There are a lot of cool toys out there. Not just Research Institute Legos, Paleontology Barbie, and a new generation of Jurassic World figurines, but toys that are products of technological advancement. What’s even cooler is that we have applied many of them to help advance our scientific knowledge. Paleontology is no exception – technology toys are increasingly being adapted into research tools. To name a few examples: 3-D scanning and 3-D printing has hit the scene in the past few years, with applications from manufacturing to education to entertainment. Paleontologists have adopted 3-D scanning as a means for comparing shapes of bones (using 3D geometric morphometrics). 3-D printing is assisting with visualizations and analysis of brain evolution in extinct animals, improving our understanding of dinosaur biomechanics, providing fossil replicas for classroom education, and so forth. Technological advancements have lead to increased accuracy in radiometric age dating, helping us pinpoint absolute age dates for geologic events (like volcanic eruptions and extinctions). Even state-of-the-art medical equipment can help with anatomical diagnoses of fossils – not just living animals.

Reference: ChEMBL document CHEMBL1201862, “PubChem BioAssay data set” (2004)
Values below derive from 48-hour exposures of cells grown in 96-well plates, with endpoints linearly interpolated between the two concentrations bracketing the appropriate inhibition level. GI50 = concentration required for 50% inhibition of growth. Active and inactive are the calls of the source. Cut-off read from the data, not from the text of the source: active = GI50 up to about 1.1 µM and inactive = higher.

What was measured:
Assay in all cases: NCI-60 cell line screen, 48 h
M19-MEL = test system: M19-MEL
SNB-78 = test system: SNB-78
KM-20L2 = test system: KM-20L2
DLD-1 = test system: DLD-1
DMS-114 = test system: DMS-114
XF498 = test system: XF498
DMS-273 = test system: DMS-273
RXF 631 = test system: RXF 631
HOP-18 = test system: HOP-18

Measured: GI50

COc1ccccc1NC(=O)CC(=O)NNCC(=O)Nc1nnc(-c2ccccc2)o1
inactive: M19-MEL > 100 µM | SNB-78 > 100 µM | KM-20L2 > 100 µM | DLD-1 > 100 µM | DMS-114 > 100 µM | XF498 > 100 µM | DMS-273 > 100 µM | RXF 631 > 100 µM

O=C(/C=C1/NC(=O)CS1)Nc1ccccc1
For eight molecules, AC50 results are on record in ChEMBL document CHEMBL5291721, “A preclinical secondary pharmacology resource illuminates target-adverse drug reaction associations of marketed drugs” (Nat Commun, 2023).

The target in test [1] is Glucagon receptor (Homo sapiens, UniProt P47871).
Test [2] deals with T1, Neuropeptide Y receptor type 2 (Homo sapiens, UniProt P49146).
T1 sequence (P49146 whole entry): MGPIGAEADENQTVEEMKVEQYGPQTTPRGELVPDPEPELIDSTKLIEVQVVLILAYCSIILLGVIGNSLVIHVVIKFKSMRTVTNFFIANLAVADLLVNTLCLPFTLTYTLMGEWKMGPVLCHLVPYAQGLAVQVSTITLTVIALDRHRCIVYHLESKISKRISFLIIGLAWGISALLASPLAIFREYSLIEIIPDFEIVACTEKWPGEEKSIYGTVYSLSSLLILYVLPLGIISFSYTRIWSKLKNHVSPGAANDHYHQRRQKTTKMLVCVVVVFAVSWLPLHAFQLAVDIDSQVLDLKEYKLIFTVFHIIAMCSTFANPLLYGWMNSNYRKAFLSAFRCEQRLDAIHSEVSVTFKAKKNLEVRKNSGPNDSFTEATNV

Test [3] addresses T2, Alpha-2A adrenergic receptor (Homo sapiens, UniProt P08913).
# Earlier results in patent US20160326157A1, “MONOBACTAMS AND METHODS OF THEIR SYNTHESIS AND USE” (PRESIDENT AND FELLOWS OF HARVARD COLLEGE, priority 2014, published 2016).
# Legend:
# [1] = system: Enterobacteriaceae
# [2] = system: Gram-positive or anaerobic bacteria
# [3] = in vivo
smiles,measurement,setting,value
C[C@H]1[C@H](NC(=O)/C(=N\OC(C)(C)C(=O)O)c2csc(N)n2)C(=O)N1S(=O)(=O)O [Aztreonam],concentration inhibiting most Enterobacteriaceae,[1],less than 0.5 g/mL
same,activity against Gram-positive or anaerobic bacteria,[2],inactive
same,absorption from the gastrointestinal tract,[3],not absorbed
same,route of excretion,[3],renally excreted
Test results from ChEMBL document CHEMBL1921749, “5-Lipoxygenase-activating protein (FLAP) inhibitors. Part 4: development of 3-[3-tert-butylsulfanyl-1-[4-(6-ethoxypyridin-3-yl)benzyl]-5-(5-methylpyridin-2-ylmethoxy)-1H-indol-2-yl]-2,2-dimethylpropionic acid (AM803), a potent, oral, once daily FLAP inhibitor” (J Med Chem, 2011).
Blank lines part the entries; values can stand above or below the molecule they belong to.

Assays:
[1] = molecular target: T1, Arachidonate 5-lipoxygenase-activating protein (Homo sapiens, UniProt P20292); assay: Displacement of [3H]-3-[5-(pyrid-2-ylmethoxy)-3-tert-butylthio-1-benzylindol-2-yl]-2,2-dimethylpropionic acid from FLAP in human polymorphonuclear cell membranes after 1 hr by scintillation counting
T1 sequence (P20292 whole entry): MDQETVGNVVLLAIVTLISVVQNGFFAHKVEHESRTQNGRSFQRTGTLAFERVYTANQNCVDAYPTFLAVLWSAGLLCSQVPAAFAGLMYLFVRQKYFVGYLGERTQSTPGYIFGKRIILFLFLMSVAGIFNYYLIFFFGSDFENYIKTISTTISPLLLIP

|Skull of the type specimen of Tylosaurus kansasensis
at the Sternberg Museum of Natural History.
|Tylosaurus kansasensis skeleton mounted at the
Rocky Mountain Dinosaur Resource Center
Recently, we took the skull of the type specimen of the mosasaur Tylosaurus kansasensis to the local hospital (thanks, Hays Medical Center!) to be CT scanned. A type specimen is THE specimen used as the basis for naming a taxon. In this case, a new species. So all other specimens found will be compared to the type specimen to see if it is the same species or not. Considering this, it’s pretty important to know as much as possible about a type specimen. CT (Computerized Tomography) scanning involves taking x-ray images from multiple angles to create image slices of the inside of an object. For humans, CT scans are used to examine hard and soft tissues within the body (this is especially useful for diagnosing internal injuries to muscles, tendons, ligaments, organs, etc.). Importantly for paleontology, CT scans produce 3-D images. Because the skull of this specimen is crushed and flattened, it is difficult to see and understand how all of the bones fit together. The shape, size, and placement of skull bones is very important to understanding what makes each species unique, and important to understanding how the skull and jaws functioned. So we took in our Tylosaurus kansasensis skull to generate 3-dimensional images of all the skull bones.
Check out our video for images and more information on CT scanning and paleontology research!